Hand in Hand Blog Digest
Here you will find stories from the global church by ELCA global missionaries, scholars, and churchwide staff, brought to you by the ELCA Global Church Sponsorship team.
Morgan Dixon is one of 15 new ELCA missionaries preparing to begin their service around the world. Morgan will be teaching English in Japan. To support Morgan, or another of the over 200 missionaries of the ELCA, go to www.elca.org/missionarysponsorship.
I spent a recent week between Chicago and Kenosha, Wis., receiving an introduction to ELCA Global Mission work and orientation for the J3 program. It was while being bombarded with new information that the gravity of my commitment hit me. Until now I rejoiced in the fact that I avoided becoming an unemployed statistic after graduating from college. (Recession is still on, right?) But becoming a missionary is by no means a profitable decision. And although financial concerns were not top priority in my decision to go into service, as a recent grad I cannot fully shake the anxieties of impending loan payments and someday entering the job market. So, making a decision that certainly would not alleviate those fears for the next three years is intimidating. Fortunately, after a weekend of re-evaluating my values and motivations my financial worries faded and were supplanted by a suddenly more pressing concern:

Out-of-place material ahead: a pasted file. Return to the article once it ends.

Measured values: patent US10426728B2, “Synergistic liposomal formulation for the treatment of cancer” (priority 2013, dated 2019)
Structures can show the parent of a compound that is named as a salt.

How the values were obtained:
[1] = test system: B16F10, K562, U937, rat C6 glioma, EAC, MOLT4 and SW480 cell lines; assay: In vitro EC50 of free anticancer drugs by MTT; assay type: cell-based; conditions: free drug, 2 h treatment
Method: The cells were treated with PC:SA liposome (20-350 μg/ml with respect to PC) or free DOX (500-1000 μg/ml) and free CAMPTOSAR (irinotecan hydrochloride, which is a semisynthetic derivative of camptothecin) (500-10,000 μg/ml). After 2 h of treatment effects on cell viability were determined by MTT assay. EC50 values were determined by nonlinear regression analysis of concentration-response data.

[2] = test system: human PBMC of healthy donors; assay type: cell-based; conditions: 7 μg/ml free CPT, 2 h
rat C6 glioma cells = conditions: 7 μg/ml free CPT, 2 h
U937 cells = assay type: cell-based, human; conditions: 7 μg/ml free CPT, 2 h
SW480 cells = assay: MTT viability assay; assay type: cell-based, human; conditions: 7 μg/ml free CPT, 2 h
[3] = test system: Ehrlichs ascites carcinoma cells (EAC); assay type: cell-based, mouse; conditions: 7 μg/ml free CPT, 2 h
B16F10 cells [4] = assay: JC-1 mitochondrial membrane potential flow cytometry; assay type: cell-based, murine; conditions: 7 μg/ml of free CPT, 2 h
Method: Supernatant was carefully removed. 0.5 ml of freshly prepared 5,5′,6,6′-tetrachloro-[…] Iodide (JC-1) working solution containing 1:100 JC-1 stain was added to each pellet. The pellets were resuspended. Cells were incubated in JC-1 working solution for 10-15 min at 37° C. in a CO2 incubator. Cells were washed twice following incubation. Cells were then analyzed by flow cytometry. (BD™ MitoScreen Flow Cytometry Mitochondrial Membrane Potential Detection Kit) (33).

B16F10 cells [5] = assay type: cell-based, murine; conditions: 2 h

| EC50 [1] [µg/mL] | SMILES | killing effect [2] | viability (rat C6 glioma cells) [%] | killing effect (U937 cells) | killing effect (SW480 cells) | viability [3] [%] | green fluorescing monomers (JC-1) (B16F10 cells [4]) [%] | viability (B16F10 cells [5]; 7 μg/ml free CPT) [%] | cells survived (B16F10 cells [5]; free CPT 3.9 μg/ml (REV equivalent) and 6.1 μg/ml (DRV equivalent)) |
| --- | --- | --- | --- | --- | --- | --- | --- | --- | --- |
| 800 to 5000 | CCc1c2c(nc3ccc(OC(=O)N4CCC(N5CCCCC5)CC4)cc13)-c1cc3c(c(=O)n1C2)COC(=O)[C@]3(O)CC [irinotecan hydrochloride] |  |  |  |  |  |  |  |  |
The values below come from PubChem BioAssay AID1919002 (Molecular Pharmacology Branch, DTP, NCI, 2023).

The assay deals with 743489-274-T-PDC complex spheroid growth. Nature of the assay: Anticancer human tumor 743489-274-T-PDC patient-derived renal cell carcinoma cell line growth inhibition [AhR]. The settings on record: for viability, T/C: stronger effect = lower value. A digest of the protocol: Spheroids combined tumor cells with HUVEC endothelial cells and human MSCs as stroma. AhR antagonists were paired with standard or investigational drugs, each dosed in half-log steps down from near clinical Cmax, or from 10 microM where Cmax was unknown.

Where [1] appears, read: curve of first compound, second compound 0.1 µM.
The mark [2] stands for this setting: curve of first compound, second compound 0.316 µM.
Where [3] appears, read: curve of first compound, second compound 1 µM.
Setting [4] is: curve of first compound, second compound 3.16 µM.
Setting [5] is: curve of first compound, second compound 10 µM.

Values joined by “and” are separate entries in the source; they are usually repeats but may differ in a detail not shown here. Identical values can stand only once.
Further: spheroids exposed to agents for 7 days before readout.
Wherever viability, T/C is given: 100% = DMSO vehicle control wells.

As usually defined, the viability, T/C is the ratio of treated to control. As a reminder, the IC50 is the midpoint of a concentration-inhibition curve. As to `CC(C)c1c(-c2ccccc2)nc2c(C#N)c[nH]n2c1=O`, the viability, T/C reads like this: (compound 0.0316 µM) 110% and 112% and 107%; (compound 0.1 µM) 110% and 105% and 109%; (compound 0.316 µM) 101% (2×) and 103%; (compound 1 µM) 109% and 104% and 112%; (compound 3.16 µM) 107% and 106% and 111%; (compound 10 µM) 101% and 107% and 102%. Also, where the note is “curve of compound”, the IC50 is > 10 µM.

I’m a terrible Christian!
That’s perhaps an exaggeration. But I haven’t been to church regularly in years, I don’t know how to “witness” and it’s been a minute since I’ve read my Bible. Not that I believe those things have very much bearing on my faith, but I felt the title missionary demanded from me some amount of exemplary Christian behavior and practice, both of which I knew I didn’t have when I made the decision to enter mission. Furthermore, until last week I sufficed with telling people I was just teaching English for the ELCA. I left out the part about being a missionary, not for shame, but out of uncertainty myself with what the title called for. Being surrounded by other missionaries this past week, however, finally forced me to somewhat come to terms with the title. I appreciated that the ELCA dispelled a lot of the imperialistic connotations I once associated with missionary work, and a large part of me hoped that by the end of the week I’d be more confident in my role as one.
As it turns out, I’m still very uncertain, nervous and filled with questions to ask myself. But I’m a lot more optimistic. I have a lot of thinking to do before I set off for Japan and even more once I begin serving there. For now, I’ll play it by ear.
Oh, I’ll be sure to explain more about my motivations for serving with the ELCA and why I chose Japan specifically, in future posts.